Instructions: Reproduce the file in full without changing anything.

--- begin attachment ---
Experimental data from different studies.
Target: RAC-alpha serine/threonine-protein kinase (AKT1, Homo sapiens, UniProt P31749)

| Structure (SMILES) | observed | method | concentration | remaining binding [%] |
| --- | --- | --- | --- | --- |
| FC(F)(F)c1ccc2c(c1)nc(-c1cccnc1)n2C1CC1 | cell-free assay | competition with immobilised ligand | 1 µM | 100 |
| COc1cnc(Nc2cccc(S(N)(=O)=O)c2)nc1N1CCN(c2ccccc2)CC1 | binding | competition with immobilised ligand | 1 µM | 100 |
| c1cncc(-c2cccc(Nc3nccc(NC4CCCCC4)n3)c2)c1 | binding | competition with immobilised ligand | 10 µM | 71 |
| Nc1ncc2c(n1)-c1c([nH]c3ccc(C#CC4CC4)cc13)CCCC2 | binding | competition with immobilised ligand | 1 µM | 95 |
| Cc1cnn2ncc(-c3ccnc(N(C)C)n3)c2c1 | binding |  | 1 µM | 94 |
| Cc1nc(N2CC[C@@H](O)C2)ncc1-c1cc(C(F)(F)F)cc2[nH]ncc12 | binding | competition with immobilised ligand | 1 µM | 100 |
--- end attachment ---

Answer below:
Experimental data from different studies.
Target: RAC-alpha serine/threonine-protein kinase (AKT1, Homo sapiens, UniProt P31749)

| Structure (SMILES) | observed | method | concentration | remaining binding [%] |
| --- | --- | --- | --- | --- |
| FC(F)(F)c1ccc2c(c1)nc(-c1cccnc1)n2C1CC1 | cell-free assay | competition with immobilised ligand | 1 µM | 100 |
| COc1cnc(Nc2cccc(S(N)(=O)=O)c2)nc1N1CCN(c2ccccc2)CC1 | binding | competition with immobilised ligand | 1 µM | 100 |
| c1cncc(-c2cccc(Nc3nccc(NC4CCCCC4)n3)c2)c1 | binding | competition with immobilised ligand | 10 µM | 71 |
| Nc1ncc2c(n1)-c1c([nH]c3ccc(C#CC4CC4)cc13)CCCC2 | binding | competition with immobilised ligand | 1 µM | 95 |
| Cc1cnn2ncc(-c3ccnc(N(C)C)n3)c2c1 | binding |  | 1 µM | 94 |
| Cc1nc(N2CC[C@@H](O)C2)ncc1-c1cc(C(F)(F)F)cc2[nH]ncc12 | binding | competition with immobilised ligand | 1 µM | 100 |